Airmail started out as a simple email app, but over time, it grew with features, and today it's one of the most powerful email client apps available. Customizable notifications make sure you only get alerts when you receive emails from your most important contacts. Swipe gestures are also customizable. Airmail can help you write faster, with built-in templates for your most-used responses. And, it works with your favorite productivity apps, including Fantastical, Evernote, OmniFocus, Dropbox, and others.

Supported Platforms: iOS, macOS

Price: $4.99, $9.99



Best for Typing in Snippets

For people in the "less is more" camp, Dispatch is an attractive email app. This iOS-only client helps you reply to emails quickly by letting you use snippets, or auto-generated words and phrases you write often. In other words, it essentially gives you the functionality of a text expander inside a mobile email app. Dispatch also has tools designed to help you reach inbox zero, such as swipe gestures for archiving messages. If you don't want to reply or archive a message, the app still encourages you to take action on them somehow, with other simple tools for sending mail to other productivity apps you use.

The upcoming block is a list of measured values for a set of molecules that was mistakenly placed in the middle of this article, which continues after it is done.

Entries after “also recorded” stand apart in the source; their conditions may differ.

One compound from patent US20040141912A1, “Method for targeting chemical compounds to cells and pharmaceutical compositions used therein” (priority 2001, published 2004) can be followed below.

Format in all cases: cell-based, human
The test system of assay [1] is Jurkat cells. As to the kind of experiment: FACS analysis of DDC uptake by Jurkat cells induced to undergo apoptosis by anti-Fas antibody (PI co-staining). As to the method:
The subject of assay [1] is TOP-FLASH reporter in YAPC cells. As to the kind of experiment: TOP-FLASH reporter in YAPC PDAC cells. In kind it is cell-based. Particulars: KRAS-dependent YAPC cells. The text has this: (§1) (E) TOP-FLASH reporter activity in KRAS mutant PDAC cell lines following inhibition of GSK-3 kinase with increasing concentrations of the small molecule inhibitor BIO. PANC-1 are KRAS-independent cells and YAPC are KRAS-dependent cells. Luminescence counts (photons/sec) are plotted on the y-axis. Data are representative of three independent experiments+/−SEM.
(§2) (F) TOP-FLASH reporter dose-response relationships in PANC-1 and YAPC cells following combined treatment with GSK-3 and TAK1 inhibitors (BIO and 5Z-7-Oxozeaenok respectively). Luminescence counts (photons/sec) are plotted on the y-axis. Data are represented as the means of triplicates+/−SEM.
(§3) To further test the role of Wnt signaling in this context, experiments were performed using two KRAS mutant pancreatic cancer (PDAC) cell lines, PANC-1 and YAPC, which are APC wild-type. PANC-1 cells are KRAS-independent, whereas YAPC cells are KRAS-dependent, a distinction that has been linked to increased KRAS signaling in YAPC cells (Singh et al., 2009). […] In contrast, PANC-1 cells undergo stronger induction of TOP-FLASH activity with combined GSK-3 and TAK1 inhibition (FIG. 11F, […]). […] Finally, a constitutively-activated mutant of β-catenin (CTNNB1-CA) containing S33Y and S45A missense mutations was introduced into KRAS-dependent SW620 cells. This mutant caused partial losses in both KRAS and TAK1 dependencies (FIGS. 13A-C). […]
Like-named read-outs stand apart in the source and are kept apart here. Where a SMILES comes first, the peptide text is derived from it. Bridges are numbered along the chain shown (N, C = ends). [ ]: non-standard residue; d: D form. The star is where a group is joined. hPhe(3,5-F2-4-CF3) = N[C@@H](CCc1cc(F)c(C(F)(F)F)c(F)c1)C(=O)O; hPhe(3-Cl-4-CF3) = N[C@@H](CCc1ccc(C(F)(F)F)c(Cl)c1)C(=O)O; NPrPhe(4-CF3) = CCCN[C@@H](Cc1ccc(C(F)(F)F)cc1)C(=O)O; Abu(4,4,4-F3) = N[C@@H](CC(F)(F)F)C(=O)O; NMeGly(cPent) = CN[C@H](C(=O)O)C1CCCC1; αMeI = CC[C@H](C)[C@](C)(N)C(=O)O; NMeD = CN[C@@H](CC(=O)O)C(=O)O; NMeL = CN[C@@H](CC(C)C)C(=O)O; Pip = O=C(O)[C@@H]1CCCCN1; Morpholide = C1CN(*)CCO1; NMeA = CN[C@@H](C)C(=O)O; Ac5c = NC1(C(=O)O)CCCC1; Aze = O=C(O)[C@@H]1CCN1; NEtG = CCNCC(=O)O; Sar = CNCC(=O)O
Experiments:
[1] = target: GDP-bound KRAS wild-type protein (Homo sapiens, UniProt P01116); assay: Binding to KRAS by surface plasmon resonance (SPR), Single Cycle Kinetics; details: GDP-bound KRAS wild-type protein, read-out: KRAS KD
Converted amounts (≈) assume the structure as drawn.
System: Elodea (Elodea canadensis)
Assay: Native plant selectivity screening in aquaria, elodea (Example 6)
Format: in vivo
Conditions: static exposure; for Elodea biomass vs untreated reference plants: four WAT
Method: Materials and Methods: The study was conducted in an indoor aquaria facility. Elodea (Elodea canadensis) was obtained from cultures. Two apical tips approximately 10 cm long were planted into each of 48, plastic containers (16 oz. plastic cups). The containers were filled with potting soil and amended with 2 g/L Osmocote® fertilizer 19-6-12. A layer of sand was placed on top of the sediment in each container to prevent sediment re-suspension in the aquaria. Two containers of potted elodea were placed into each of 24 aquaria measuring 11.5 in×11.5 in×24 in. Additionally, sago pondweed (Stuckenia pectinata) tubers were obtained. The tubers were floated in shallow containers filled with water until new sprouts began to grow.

Available on: iOS

Price: $6.99


Edison Mail

Best for Categorizing Messages Automatically

Edison Mail is a mobile email client app designed to give you assistance with sorting and organizing your email. It can automatically sort incoming messages into appropriate groups, such as messages that contain tracking numbers for shipping, those pertaining to subscriptions, and receipts. An undo-send button gives the app universal appeal, and option to turn off read receipts make Edison even more valuable to people to like to be in control of their email. Don't confuse this app with the Edison Assistant (formerly called EasilyDo or Smart Assistant by EasilyDo), as the latter is does more to help you organize your life beyond email alone.